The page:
FEAST: Mortality after Fluid Bolus in African Children with Severe Infection

FEAST Trial Group, 2011, NEJM;364(26)2483-95

Clinical Question

  • In paediatric patients with severe febrile illnesses, in a resource limited setting, do fluid boluses with albumin vs. saline vs. no fluid boluses affect mortality?


  • Randomised controlled trial
  • Use of opaque, sealed envelopes
  • Permuted blocks of random sizes
  • Stratified according to clinical centre
  • Non-blinded
  • Sample size calculation
    • With 3600 patients 80% power to detect a 33% relative reduction in mortality with saline vs. control and a 40% reduction with albumin vs. saline
    • Assuming risk of death of 11% in control
  • Intention to treat analysis
  • Patients lost to follow up/withdrawal of consent assumed to be alive at end of study (n=17 for primary endpoint)
  • Stopped early on recommendation of safety monitoring committee


  • 6 centres in Africa
  • January 2009 – January 2011


  •  Inclusion criteria:
    • Children aged 60 days to 12 years
    • Presence of all 3:
      1. Severe febrile illness
      2. Impaired consciousness (prostration or coma) and/or respiratory distress (increased work of breathing)
      3. Impaired perfusion, as evidenced by at least 1 of the following:
        • CRF >=3 seconds
        • Lower-limb temperature gradient
        • Weak radial-pulse volume
        • HR >180 if age <1 year, >160 if 1-5 years, or >140 if age >5 years
  • Exclusion criteria:
    • Severe malnutrition
    • Gastroenteritis
    • Non-infectious cause of shock (e.g. trauma, surgery, burn)
    • Volume expansion contraindicated
  • 3170 patients randomised
  • Baseline characteristics
    • In patients without severe hypotension similar across groups
      • Median age 24 months
      • 62% had prostation
      • 15% comatose
      • 83% had respiratory distress
      • 37% had convulsions during this illness
      • 39% had Lactate >5mmol/l
      • Mean Hb 7.1g/dl
      • 33% had Hb<5g/dl
      • 57% had malaria


  • In patients without severe hypotension (n=3141) randomised to
    • 20ml/kg normal saline 
    • 20ml/kg 5% albumin
    • No bolus
  • In children with severe hypotension (n=29)
    • (BP<50 if <12 months, BP<60 if age 1-5, BP<70 in children >5 years
    • Randomised to
      • 40ml/kg normal saline
      • 40ml/kg 5% albumin
  • After a protocol amendment in June 2010 initial bolus increased to 40ml/kg in patients without severe hypotension and 60ml/kg in patients with severe hypotension
  • In both groups, 
    • Patients in bolus groups received additional 20ml/kg at 1 hour if impaired perfusion
    • If severe hypotension developed then treated with 40ml/kg fluid (saline in control group)
  • All children 
    • treated on general paediatric wards; assisted ventilation other than short-term bag-and-mask support unavailable
    • Transfused if Hb <5g/dl
      • 45% in albumin-bolus group received transfusion vs. 47% in saline-bolus vs. 43% in control group
  • Median volume of all fluids given, including blood, for albumin-bolus group vs. saline bolus group vs. control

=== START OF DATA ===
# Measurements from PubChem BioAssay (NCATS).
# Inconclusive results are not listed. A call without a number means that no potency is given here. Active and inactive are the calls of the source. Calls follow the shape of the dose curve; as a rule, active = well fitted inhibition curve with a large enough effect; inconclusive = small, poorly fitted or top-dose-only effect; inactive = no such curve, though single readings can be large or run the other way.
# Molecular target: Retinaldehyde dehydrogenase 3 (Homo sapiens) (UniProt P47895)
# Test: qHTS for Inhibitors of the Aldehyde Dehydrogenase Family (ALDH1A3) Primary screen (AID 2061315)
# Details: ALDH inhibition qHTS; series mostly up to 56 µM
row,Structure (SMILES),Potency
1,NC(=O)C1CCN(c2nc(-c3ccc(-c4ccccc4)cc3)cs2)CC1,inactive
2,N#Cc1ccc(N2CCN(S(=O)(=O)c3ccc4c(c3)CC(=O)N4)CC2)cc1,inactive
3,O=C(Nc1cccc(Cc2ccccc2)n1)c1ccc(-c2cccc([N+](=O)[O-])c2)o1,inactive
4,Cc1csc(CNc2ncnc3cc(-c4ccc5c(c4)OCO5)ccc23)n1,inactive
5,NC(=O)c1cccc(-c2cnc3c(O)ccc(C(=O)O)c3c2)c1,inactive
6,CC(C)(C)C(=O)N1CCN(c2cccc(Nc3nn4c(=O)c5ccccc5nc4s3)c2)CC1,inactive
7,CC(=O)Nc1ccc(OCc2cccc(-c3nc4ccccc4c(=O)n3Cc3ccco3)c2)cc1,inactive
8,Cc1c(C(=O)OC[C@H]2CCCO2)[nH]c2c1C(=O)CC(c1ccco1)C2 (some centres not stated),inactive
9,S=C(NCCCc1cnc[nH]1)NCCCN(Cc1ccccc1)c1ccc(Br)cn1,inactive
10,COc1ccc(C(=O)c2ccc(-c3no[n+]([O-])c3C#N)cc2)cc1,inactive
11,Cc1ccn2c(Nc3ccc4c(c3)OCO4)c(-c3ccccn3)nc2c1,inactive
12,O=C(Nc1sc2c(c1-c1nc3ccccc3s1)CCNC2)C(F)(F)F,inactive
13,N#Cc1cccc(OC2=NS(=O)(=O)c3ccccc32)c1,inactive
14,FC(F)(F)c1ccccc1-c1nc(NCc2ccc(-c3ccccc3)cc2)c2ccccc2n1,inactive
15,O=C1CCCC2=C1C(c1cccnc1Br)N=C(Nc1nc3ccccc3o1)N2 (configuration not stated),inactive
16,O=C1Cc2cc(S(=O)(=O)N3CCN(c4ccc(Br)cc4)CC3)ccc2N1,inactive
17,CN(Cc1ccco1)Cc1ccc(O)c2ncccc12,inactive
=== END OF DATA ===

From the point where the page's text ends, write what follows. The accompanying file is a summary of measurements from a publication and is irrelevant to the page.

• In 1st hour: 20ml/kg vs. 20ml/kg vs. 1.2ml/kg
    • In 2nd hour: 4.5ml/kg vs. 5ml/kg vs. 2.9ml/kg
    • In 1st 8 hours: 40ml/kg vs. 40ml/kg vs. 10.1ml/kg


  • Primary outcome: 
    • In patients without severe hypotension mortality at 48 hours was significantly worse in bolus groups vs. control group. There was no significant difference between albumin vs. saline
      • 10.6% in albumin bolus group vs. 10.5% in saline-bolus group vs. 7.3% in control group
      • RR of death with saline vs. control 1.44 (95% C.I. 1.09-1.9, P=0.01)
      • RR of death with albumin vs. saline 1 (95% C.I. 0.78-1.29, P=0.96)
  • Secondary outcomes: 
    • Pulmonary oedema
      • 1.3% vs. 0.6% vs. 0.6%
    • Mortality at 4 weeks significantly worse in bolus groups
      • 12.2% vs. 12.0% vs. 8.7%
  • In patients with severe hypotension (n=29)
    • No significant difference in mortality comparing albumin vs. saline bolus
      • 69% vs. 56% (RR 1.23, 95% C.I. 0.7-2.16, P=0.45)
  • Sub-group analysis
    • Fluid bolus resulted in either no benefit or harm in all subgroups

Authors’ Conclusions

  • In a resource limited setting in Africa, children with severe febrile illnesses and impaired perfusion, who were treated with fluid boluses had a significantly increased mortality compared with controls


  • Randomised controlled trial
  • Allocation concealment maintained
  • Minimal loss to follow up
  • Multi-centre


  • Inclusion criteria non-specific for diagnosis of shock. This may have led to a number of patients without shock receiving large fluid boluses. 
  • Change of study protocol halfway through study
  • Concerns over external validity (applying this trial to the population that I see)
    • Using a transfusion threshold of 5 meant that a number of patients were significant anaemia were given large volume of fluids leading to haemodilution. We are not told if patients had their haemoglobin re-measured post fluid bolus. 
    • Large number of patients had malaria, that is characterised by obstruction of the microcirculation with infected erythrocytes. Fluid boluses have little effect and can increase the risk of complications (see the review in the external links for more info)

The Bottom Line

  • In an African setting, febrile children with impaired perfusion, had an increased mortality if they were treated with a fluid bolus compared with no fluid bolus. The population studied had a high incidence of malaria and severe anaemia. They were managed with a low transfusion threshold and without critical care facilities. This is very different to the population that I manage. Therefore I do not think that these results can be applied to my patients. 

External Links


Summary author: @davidslessor
Summary date: 21st June 2015
Peer-review editor: @stevemathieu75


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